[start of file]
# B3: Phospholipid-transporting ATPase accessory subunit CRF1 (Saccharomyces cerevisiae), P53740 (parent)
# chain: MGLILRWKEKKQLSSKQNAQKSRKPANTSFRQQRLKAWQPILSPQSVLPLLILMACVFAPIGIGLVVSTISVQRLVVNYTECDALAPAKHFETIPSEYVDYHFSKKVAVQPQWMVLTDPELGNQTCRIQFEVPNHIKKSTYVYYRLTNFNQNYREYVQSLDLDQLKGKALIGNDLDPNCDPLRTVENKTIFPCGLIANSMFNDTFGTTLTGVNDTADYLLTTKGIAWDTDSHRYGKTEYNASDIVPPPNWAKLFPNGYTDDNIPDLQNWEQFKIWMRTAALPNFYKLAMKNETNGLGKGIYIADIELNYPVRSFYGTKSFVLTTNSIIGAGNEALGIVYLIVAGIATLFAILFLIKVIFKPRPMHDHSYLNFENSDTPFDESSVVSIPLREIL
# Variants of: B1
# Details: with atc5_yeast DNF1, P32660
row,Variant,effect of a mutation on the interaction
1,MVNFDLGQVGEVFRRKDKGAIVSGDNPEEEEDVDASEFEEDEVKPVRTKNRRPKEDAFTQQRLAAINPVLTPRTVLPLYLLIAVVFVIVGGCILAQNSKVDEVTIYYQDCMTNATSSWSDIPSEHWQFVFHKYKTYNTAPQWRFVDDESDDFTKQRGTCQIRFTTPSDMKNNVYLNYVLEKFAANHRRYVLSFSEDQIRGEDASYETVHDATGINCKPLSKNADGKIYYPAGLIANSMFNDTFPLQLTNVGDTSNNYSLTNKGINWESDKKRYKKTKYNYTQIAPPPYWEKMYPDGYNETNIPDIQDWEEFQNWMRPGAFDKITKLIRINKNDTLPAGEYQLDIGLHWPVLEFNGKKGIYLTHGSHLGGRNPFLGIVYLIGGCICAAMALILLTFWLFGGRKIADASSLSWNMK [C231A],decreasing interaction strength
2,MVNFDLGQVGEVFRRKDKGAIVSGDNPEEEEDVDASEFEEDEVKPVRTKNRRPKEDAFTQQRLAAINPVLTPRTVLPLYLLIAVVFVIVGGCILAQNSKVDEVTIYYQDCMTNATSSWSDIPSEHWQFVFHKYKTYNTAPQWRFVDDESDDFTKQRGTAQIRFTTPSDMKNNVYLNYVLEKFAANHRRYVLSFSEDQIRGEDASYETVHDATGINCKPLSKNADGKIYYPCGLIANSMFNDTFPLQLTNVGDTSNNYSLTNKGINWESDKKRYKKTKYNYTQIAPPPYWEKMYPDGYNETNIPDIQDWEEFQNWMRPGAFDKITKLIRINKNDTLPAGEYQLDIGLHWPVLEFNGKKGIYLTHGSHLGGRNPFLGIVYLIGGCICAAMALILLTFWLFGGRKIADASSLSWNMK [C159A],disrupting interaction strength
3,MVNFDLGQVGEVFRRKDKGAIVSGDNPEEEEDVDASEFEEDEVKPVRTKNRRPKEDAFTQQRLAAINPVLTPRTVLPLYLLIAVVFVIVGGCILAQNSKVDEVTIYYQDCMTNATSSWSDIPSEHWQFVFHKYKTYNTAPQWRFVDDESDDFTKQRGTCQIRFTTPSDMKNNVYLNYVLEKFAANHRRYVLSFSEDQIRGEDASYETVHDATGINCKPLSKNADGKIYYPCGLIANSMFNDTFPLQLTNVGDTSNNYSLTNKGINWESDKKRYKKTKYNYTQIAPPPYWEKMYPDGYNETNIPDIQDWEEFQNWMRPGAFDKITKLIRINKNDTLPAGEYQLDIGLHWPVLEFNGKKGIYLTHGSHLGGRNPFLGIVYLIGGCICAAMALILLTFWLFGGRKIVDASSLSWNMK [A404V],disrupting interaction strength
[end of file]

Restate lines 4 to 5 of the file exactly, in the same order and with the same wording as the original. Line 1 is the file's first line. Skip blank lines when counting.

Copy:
# Details: with atc5_yeast DNF1, P32660
row,Variant,effect of a mutation on the interaction